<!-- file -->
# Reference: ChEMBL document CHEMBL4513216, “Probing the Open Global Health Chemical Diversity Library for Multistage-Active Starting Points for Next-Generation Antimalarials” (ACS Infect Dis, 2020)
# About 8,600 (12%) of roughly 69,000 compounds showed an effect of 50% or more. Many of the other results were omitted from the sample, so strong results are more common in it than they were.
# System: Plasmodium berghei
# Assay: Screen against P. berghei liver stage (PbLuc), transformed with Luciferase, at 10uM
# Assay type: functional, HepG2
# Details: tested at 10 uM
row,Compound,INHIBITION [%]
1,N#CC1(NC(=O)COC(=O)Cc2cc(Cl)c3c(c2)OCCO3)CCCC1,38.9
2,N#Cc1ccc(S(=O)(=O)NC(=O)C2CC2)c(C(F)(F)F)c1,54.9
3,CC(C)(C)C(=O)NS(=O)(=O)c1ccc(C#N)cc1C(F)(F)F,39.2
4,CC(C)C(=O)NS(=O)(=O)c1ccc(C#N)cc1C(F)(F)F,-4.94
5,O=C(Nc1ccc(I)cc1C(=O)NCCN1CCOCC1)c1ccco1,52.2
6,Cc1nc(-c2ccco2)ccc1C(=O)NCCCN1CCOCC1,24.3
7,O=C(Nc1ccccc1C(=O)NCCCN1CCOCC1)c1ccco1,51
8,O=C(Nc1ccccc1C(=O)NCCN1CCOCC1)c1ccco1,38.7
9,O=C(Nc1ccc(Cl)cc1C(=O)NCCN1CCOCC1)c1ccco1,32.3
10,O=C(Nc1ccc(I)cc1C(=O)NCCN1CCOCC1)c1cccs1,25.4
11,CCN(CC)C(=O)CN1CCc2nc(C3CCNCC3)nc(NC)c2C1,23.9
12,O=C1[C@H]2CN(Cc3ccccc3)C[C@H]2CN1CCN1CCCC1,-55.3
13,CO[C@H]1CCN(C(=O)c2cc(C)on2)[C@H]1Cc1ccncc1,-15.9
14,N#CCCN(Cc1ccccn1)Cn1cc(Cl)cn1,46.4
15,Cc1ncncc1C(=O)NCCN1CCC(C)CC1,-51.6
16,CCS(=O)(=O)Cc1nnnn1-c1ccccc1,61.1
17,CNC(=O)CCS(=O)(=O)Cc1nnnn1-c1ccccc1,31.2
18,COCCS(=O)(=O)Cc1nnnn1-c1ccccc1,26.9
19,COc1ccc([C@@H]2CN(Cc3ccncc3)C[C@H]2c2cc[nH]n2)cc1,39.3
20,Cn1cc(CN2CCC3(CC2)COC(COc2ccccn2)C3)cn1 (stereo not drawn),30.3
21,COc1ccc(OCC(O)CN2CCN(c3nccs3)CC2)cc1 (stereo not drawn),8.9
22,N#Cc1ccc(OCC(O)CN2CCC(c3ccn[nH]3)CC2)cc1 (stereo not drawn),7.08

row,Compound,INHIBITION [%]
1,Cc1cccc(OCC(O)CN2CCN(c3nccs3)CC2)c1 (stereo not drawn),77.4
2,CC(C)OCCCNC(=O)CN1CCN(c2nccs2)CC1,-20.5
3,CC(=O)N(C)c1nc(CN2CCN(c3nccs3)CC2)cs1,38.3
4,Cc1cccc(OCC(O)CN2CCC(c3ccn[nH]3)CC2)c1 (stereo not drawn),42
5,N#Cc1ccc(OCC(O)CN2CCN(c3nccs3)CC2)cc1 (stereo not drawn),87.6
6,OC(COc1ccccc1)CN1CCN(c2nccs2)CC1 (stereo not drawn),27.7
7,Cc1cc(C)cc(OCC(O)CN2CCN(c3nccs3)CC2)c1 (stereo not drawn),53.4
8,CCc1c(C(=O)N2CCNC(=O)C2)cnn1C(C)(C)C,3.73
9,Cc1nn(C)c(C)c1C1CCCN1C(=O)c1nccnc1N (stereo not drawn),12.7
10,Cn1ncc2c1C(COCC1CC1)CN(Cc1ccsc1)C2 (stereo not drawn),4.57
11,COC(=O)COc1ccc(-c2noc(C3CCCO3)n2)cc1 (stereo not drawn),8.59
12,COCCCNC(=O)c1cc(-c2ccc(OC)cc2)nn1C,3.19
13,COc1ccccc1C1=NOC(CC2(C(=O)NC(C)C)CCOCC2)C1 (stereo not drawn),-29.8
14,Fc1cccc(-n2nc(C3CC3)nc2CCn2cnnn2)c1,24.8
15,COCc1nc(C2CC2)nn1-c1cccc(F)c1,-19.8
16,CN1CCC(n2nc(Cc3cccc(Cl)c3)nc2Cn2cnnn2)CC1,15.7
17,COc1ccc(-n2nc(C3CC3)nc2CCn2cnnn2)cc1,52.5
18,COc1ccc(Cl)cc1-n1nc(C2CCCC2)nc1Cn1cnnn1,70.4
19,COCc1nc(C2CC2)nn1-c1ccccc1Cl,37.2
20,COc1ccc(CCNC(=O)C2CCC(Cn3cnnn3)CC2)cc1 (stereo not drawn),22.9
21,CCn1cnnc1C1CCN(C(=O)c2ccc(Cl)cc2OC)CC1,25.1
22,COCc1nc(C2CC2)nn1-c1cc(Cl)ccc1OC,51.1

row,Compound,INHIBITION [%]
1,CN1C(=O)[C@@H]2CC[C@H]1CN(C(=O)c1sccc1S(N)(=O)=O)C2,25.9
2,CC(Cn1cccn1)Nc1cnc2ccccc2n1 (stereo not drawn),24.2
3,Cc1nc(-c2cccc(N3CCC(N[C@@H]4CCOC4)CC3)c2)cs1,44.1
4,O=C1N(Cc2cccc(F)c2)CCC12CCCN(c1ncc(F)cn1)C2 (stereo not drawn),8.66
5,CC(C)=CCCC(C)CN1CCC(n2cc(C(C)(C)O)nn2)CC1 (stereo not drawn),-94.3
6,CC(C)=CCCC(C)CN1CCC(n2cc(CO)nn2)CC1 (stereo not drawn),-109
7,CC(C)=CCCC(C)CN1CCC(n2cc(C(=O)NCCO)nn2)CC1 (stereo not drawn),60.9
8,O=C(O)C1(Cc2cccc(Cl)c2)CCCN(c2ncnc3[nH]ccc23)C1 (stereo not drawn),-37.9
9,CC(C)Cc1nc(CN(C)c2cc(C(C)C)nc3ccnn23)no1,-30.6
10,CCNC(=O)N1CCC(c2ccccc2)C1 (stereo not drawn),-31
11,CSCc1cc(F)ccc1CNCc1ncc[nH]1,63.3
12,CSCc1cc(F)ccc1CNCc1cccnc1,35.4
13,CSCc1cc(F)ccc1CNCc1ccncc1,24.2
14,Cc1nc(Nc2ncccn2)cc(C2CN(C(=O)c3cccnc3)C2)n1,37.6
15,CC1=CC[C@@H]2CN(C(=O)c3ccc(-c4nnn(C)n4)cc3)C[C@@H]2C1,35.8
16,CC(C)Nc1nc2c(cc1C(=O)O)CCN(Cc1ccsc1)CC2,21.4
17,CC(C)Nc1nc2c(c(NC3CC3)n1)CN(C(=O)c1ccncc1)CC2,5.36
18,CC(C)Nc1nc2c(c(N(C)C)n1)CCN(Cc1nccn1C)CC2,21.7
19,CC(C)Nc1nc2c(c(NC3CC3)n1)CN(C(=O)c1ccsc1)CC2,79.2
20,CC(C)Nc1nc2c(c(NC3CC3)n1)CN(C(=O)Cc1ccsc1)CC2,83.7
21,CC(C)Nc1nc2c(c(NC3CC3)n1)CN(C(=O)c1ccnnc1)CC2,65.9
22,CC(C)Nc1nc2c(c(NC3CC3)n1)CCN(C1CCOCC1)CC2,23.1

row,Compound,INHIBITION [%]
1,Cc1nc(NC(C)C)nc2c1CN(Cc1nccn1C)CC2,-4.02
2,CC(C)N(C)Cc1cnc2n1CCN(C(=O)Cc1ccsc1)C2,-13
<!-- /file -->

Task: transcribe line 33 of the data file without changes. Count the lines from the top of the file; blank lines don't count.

3,CC(=O)N(C)c1nc(CN2CCN(c3nccs3)CC2)cs1,38.3